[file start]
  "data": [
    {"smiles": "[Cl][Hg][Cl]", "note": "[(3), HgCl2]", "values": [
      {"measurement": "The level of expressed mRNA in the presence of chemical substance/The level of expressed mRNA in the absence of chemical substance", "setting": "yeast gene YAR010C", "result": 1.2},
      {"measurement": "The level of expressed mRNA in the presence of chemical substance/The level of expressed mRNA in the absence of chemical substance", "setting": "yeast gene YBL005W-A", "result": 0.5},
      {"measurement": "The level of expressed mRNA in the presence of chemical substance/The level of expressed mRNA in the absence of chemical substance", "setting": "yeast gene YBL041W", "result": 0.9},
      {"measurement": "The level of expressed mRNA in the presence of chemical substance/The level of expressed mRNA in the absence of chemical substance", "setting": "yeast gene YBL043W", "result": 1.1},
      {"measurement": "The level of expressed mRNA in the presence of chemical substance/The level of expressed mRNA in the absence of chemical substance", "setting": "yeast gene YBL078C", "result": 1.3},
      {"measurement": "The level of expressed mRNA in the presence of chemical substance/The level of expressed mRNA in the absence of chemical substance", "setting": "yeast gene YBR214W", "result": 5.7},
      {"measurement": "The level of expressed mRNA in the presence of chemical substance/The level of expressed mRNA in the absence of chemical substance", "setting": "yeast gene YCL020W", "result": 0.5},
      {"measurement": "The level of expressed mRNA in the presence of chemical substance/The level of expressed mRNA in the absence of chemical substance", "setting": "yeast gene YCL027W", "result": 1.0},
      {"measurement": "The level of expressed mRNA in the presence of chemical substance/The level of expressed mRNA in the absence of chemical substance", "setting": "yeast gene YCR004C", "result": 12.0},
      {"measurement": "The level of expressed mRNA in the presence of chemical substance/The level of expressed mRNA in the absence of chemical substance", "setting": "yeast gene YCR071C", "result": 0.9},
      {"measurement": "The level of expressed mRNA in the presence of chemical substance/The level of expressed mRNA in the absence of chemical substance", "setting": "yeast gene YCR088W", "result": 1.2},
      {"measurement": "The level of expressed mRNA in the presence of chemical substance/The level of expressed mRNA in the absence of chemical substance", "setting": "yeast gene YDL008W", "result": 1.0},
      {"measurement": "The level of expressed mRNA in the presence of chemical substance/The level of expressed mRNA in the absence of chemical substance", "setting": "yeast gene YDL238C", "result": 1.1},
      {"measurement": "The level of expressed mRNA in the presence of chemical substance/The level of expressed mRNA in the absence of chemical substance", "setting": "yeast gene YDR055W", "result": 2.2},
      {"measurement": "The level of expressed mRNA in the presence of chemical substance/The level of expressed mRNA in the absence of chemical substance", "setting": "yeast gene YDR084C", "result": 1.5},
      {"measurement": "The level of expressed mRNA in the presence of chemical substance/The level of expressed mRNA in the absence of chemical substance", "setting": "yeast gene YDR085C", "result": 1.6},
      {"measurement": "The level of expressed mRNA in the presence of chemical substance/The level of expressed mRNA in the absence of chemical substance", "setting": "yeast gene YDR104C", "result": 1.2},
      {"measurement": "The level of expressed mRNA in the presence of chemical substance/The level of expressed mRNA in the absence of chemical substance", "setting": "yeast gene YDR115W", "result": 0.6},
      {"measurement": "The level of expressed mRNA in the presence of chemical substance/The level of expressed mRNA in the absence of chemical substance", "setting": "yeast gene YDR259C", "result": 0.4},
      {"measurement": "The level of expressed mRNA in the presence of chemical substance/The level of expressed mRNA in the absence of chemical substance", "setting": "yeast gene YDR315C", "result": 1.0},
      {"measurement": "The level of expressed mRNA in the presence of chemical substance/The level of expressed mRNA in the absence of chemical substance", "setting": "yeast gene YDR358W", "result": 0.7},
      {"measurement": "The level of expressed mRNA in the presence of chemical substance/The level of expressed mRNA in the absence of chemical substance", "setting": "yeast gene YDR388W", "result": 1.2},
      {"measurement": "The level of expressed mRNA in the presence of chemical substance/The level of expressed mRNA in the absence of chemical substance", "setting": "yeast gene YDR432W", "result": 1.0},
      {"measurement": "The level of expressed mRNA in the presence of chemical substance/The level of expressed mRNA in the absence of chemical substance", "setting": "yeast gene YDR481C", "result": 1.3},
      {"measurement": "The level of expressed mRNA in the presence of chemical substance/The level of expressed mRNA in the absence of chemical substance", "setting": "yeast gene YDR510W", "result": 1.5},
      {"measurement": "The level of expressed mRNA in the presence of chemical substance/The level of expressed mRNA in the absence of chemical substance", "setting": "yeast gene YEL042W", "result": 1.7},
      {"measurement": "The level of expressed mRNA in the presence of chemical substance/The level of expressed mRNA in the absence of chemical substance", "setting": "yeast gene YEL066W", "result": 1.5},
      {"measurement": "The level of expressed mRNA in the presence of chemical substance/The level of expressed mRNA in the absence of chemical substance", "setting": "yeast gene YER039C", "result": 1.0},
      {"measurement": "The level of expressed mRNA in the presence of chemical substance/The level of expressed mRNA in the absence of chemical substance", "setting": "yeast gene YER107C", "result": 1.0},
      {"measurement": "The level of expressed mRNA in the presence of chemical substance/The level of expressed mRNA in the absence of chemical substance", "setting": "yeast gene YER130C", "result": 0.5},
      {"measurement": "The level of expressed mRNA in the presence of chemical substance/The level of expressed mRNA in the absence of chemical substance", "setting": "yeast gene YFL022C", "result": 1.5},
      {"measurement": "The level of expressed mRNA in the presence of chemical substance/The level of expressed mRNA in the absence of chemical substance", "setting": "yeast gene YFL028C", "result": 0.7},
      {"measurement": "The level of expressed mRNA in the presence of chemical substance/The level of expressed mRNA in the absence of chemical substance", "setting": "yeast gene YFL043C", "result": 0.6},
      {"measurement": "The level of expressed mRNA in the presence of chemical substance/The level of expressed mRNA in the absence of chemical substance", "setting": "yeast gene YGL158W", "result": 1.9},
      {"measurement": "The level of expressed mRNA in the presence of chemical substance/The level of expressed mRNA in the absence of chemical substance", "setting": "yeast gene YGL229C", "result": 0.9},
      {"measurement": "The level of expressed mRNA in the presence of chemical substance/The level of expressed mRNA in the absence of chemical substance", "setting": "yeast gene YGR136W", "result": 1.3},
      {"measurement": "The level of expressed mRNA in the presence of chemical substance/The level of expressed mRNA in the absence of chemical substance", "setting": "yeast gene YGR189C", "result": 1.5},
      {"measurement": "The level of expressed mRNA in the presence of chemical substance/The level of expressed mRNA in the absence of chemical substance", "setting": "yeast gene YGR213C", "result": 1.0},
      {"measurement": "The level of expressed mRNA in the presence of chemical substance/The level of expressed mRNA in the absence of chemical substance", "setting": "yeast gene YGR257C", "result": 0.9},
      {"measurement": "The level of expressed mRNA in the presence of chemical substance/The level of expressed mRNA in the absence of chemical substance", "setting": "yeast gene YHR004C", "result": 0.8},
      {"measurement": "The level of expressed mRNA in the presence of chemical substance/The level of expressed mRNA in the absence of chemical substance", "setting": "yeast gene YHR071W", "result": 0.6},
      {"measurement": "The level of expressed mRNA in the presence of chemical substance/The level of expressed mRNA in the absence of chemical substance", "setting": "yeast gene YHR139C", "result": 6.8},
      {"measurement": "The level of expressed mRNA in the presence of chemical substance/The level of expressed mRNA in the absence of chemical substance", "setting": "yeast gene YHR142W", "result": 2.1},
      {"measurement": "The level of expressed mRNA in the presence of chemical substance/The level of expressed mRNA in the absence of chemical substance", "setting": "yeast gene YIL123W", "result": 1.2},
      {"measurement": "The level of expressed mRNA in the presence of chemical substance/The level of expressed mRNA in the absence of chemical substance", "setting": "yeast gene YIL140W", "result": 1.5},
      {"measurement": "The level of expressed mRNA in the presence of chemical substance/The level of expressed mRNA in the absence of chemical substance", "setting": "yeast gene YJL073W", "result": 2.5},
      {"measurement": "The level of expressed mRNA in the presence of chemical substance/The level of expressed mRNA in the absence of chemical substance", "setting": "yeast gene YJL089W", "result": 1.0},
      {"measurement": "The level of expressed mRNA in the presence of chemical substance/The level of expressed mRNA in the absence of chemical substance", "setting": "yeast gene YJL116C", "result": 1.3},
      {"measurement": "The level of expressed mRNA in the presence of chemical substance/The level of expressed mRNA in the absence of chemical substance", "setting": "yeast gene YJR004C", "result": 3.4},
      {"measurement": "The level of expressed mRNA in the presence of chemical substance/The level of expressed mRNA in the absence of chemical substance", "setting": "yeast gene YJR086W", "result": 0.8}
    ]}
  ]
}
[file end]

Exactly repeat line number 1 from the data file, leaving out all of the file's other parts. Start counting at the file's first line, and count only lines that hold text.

  "data": [